By Don Allen
Regardless of where you fall on the political spectrum, today is a big day in American politics. At around 11:00 (in Washington D.C.), Donald Trump will be sworn in as the 45th President of the United States. Forty-three men before him have taken the oath that President Trump will take. A few have been immortalized as some of the greatest men in American history. Others have been vilified as some of the most corrupt. Most fall somewhere in between, neither really good nor really bad. Names like George Washington, Thomas Jefferson and Abraham Lincoln roll off the tongue of every American as the very symbols of what the Presidency is supposed to stand for. All three of those men are on Mount Rushmore, along with another well respected President, Theodore Roosevelt. Names such as James Buchanan, Richard Nixon and even Ulysses S. Grant reverberate off the walls as examples of what can happen with a weak or corrupt President in office. What space President Trump will occupy on that list only time will tell. But being President of the United States itself is a fascinating position, with a long and interesting history. For example:
– When the office of the President was created, what to call the President was vigorously debated in Congress. Vice-President John Adams felt that the title of Majesty should be applied to both the President and Vice-President. Others called for the use of Highness or Electoral Highness. Today “Mr. President” is the most common title, with “The Honorable (Name), President of the United States” used in formal situations, and although it is used far less often and only in certain international situations, “His Excellency” is also an official title for the President. For a fantastic read about this debate, click here.
-Neither Election Day in the United States nor the Inauguration date was originally mandated by the US Constitution to fall on a certain date. The current Election Day, which is the first Tuesday after the first Monday in November, was not set by law until the 1840’s, although it is still not Constitutionally mandated and in fact can be changed by Congress whenever they see fit. The current Inauguration date, January 20th, would not be set until 1937, after the passage of the Twentieth Amendment moved it from the traditional March 4th date.
-The Inaugural Address, traditionally the first speech given by the new President, has often been memorable. John F. Kennedy’s inaugural Address included the famous line “Ask not what your country can do for you, ask what you can do for your country”. Franklin Delano Roosevelt’s first Address told Americans that “the only thing we have to fear is fear itself”. And William Henry Harrison’s speech was the longest ever given, running for two hours, where after he contracted pneumonia and died 30 days later, becoming the shortest serving President in history. For a book of the Inaugural Addresses of American Presidents, click here.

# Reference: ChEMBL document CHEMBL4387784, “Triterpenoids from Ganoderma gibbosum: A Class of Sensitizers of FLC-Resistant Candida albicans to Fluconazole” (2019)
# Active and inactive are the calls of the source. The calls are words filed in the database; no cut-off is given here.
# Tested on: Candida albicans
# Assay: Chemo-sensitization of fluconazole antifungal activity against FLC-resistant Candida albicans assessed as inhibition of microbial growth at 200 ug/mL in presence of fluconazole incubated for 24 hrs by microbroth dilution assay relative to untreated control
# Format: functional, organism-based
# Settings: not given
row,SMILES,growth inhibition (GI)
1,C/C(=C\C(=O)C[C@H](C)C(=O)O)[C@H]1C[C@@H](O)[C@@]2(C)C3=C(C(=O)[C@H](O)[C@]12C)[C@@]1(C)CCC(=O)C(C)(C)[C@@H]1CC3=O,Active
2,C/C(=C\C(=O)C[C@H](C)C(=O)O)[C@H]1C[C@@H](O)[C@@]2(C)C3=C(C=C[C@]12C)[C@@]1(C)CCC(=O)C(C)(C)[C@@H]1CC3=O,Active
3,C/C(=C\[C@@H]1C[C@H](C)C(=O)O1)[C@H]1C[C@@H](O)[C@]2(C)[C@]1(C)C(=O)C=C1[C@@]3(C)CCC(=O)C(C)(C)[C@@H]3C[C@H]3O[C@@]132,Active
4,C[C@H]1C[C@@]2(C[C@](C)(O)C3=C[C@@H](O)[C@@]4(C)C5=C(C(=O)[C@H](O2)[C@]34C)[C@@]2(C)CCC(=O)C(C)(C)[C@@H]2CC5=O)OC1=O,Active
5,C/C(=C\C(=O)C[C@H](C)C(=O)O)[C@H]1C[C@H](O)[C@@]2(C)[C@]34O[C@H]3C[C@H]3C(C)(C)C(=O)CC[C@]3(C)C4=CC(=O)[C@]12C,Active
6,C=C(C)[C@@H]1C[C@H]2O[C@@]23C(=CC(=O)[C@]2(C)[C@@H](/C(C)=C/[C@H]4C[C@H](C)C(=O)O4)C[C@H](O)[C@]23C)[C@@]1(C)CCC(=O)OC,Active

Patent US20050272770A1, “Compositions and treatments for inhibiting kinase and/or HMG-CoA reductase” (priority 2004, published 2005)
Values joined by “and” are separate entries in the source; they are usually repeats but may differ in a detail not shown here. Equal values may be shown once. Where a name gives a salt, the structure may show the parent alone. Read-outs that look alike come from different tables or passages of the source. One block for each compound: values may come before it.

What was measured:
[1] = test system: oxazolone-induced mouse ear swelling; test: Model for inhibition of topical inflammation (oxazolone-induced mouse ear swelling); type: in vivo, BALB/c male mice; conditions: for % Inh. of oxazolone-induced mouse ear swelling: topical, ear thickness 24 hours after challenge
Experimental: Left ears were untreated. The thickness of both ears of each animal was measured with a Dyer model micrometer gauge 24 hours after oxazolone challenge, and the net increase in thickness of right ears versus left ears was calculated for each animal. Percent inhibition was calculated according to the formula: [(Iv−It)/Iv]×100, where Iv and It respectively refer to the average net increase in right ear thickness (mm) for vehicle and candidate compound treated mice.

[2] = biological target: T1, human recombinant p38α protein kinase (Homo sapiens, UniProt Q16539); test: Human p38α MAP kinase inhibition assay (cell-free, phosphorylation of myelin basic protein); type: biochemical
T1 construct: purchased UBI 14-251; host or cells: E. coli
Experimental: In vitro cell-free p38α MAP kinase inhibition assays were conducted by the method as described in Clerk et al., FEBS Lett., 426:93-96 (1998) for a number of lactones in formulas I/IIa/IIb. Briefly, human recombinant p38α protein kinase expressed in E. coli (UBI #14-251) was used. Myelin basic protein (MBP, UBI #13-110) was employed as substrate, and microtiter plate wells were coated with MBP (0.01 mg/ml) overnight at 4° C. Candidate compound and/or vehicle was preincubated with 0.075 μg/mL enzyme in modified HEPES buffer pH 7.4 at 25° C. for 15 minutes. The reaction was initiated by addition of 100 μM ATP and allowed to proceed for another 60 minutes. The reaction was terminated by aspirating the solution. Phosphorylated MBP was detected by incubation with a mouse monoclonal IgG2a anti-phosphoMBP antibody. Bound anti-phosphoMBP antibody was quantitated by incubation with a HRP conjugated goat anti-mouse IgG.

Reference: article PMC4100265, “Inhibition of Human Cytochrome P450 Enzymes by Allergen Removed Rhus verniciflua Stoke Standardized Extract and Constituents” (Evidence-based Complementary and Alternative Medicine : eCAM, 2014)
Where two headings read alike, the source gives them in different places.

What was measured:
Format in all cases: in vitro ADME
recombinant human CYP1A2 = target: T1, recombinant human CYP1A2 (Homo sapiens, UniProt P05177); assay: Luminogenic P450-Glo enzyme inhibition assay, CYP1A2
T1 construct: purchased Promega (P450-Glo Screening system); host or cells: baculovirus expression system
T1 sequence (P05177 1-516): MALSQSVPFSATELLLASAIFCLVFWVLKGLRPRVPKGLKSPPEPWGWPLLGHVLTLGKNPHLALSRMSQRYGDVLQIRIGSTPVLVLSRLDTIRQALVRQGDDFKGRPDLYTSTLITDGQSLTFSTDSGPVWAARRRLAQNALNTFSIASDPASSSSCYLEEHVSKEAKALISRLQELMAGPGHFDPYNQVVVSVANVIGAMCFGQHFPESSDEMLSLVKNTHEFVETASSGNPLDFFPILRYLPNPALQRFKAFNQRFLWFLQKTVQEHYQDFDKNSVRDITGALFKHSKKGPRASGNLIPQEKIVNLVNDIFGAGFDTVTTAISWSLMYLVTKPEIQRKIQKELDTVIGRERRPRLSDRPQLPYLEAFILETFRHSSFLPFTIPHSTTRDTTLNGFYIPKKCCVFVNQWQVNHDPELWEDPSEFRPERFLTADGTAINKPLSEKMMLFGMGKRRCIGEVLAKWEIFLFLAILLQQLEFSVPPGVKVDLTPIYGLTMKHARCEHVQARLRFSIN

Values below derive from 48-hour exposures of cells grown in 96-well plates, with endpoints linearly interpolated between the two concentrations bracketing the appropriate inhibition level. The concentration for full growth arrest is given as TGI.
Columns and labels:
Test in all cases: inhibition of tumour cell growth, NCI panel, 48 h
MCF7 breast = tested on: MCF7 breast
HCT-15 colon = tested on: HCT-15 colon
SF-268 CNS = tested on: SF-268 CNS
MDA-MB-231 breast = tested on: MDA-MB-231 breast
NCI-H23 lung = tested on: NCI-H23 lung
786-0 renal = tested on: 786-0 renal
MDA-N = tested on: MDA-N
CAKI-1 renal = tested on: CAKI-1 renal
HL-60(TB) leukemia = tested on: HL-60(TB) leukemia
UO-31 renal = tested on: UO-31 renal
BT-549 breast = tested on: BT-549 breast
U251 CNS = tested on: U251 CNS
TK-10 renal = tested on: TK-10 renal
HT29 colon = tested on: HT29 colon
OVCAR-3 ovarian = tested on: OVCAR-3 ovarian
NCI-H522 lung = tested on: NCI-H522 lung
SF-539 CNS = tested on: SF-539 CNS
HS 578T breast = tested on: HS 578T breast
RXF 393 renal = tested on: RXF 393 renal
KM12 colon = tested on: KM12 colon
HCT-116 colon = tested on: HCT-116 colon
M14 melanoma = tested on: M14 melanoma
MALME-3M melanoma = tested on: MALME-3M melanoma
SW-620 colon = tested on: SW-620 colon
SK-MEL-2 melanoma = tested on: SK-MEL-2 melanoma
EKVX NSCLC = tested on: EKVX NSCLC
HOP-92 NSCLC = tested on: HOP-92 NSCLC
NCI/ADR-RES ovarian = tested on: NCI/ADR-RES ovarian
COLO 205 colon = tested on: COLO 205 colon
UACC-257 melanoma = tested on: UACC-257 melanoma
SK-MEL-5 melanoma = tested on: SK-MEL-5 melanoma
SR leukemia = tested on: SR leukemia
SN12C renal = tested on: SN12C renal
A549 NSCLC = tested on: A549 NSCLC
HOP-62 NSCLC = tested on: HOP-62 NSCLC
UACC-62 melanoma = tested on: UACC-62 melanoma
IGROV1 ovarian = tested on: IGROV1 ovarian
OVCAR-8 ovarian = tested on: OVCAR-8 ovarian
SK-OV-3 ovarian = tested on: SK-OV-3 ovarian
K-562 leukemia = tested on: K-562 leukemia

John F. Kennedy’s Inaugural Address
-The President of the United States is also the Commander-In-Chief of the United States Military, although this power, as with most Presidential powers, is curbed by Congress. While the President has direct control over the military and its strategic plans, Congress has to authorize any mobilization lasting longer than 60 days. Congress also controls military spending, and is technically responsible for the declaration of war. The last official war to date was World War II, as every armed conflict since, starting with the Korean War and regardless of the name (Korean War, Vietnam War, Iraq War etc), has yet to be declared a war by Congress. For one, of many, books available in the 2nd Memorial on the United States at war, click here.
Franklin Delano Roosevelt’s December 8th, 1941 “Infamy Address” asking Congress to declare war on Japan after the bombing of Pearl Harbor
– It is a well-known fact that Franklin Delano Roosevelt was the only person to serve as President for more than two terms, winning four elections and serving just over twelve full years in office, dying three months after his fourth term began. He was not, however, the only person to try. While George Washington set the precedent for serving only two terms, no one was legally prohibited from serving more until the Twenty-Second Amendment was passed in 1951. Ulysses S. Grant and Woodrow Wilson ran for what would have been third terms, and Harry S. Truman was specifically “grandfathered” out of the restriction of only two terms by the Twenty-Second Amendment, though he decided against running for what would have been a de facto third term in 1952. Theodore Roosevelt ran in 1912 for what would have also been a de facto third term, as he ascended to the Presidency on the assassination of William McKinley six-months into McKinley’s term.
Presidents Ulysses S. Grant (18th President), Theodore Roosevelt (26th President) and Woodrow Wilson (28th President)
– Donald Trump will become the 45th President, but he will be the 44th person to take the office. Grover Cleveland was both the 22nd (1885-1889) and 24th (1893-1897) President of the United States. Benjamin Harrison (23rd President, 1889-1893) defeated Cleveland in 1888, but lost to Cleveland in 1892, making Cleveland the only person to serve two non-consecutive terms. This is a matter of some debate, as many think that even though Cleveland served two terms interrupted by the term of Harrison, he should still only be counted as a single President. Most historians, and the US Government, count his two terms as two different Presidencies.
Grover Cleveland, 22nd and 24th President of the United States
For books on all these topics and more, come check out the 2nd Air Division Memorial Library.
All Presidential portrait photos (Washington, Grant, Roosevelt, Wilson and Cleveland) courtesy of The White House official Presidents site.